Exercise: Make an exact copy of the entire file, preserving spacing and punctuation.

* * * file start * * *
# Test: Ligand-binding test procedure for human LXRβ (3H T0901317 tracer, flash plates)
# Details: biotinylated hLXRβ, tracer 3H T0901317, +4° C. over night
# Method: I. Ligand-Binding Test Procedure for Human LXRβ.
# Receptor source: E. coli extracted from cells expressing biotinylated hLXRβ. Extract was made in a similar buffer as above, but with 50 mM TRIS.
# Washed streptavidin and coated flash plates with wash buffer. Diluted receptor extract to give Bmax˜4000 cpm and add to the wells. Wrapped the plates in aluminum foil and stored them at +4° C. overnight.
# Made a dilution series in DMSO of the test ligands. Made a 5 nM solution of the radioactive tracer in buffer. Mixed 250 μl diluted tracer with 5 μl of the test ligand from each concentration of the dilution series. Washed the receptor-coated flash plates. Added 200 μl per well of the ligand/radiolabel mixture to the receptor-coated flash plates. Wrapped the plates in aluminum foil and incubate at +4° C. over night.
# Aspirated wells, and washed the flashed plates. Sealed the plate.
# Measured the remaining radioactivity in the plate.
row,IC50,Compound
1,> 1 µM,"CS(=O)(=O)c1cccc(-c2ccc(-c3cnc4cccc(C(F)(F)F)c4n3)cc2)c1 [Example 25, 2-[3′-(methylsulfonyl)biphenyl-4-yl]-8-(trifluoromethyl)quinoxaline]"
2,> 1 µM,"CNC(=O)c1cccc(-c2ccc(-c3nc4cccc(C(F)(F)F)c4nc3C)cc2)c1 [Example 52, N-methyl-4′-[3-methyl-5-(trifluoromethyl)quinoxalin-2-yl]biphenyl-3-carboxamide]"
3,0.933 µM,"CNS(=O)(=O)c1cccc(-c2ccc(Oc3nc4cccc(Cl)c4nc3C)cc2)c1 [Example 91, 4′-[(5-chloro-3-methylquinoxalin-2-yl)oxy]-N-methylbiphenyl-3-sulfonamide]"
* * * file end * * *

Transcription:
# Test: Ligand-binding test procedure for human LXRβ (3H T0901317 tracer, flash plates)
# Details: biotinylated hLXRβ, tracer 3H T0901317, +4° C. over night
# Method: I. Ligand-Binding Test Procedure for Human LXRβ.
# Receptor source: E. coli extracted from cells expressing biotinylated hLXRβ. Extract was made in a similar buffer as above, but with 50 mM TRIS.
# Washed streptavidin and coated flash plates with wash buffer. Diluted receptor extract to give Bmax˜4000 cpm and add to the wells. Wrapped the plates in aluminum foil and stored them at +4° C. overnight.
# Made a dilution series in DMSO of the test ligands. Made a 5 nM solution of the radioactive tracer in buffer. Mixed 250 μl diluted tracer with 5 μl of the test ligand from each concentration of the dilution series. Washed the receptor-coated flash plates. Added 200 μl per well of the ligand/radiolabel mixture to the receptor-coated flash plates. Wrapped the plates in aluminum foil and incubate at +4° C. over night.
# Aspirated wells, and washed the flashed plates. Sealed the plate.
# Measured the remaining radioactivity in the plate.
row,IC50,Compound
1,> 1 µM,"CS(=O)(=O)c1cccc(-c2ccc(-c3cnc4cccc(C(F)(F)F)c4n3)cc2)c1 [Example 25, 2-[3′-(methylsulfonyl)biphenyl-4-yl]-8-(trifluoromethyl)quinoxaline]"
2,> 1 µM,"CNC(=O)c1cccc(-c2ccc(-c3nc4cccc(C(F)(F)F)c4nc3C)cc2)c1 [Example 52, N-methyl-4′-[3-methyl-5-(trifluoromethyl)quinoxalin-2-yl]biphenyl-3-carboxamide]"
3,0.933 µM,"CNS(=O)(=O)c1cccc(-c2ccc(Oc3nc4cccc(Cl)c4nc3C)cc2)c1 [Example 91, 4′-[(5-chloro-3-methylquinoxalin-2-yl)oxy]-N-methylbiphenyl-3-sulfonamide]"